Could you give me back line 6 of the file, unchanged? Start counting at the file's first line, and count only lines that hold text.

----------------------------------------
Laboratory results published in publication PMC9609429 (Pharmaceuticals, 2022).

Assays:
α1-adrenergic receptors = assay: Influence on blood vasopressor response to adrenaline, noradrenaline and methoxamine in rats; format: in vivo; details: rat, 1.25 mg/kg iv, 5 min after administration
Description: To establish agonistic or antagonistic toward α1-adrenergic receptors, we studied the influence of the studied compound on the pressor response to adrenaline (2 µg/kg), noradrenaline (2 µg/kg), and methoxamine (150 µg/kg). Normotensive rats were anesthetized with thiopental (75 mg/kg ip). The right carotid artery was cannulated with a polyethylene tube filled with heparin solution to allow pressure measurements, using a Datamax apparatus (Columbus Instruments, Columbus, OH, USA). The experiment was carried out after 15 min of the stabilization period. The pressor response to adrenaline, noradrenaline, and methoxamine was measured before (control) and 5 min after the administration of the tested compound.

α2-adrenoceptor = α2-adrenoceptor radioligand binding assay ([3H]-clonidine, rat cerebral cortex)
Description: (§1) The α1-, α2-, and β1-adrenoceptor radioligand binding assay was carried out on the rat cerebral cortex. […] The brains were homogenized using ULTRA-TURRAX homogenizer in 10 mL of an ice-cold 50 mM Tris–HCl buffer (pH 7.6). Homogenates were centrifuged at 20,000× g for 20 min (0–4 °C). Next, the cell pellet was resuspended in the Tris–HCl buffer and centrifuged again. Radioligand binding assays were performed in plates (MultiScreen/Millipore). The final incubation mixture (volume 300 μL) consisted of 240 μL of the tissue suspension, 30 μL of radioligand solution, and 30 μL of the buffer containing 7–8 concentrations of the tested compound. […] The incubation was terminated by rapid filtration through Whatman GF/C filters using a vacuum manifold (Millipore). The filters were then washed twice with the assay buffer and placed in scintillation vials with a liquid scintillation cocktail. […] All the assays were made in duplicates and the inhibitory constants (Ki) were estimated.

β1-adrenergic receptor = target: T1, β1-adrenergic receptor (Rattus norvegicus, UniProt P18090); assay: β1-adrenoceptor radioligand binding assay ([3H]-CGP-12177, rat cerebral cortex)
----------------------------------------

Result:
Description: (§1) The α1-, α2-, and β1-adrenoceptor radioligand binding assay was carried out on the rat cerebral cortex. […] The brains were homogenized using ULTRA-TURRAX homogenizer in 10 mL of an ice-cold 50 mM Tris–HCl buffer (pH 7.6). Homogenates were centrifuged at 20,000× g for 20 min (0–4 °C). Next, the cell pellet was resuspended in the Tris–HCl buffer and centrifuged again. Radioligand binding assays were performed in plates (MultiScreen/Millipore). The final incubation mixture (volume 300 μL) consisted of 240 μL of the tissue suspension, 30 μL of radioligand solution, and 30 μL of the buffer containing 7–8 concentrations of the tested compound. […] The incubation was terminated by rapid filtration through Whatman GF/C filters using a vacuum manifold (Millipore). The filters were then washed twice with the assay buffer and placed in scintillation vials with a liquid scintillation cocktail. […] All the assays were made in duplicates and the inhibitory constants (Ki) were estimated.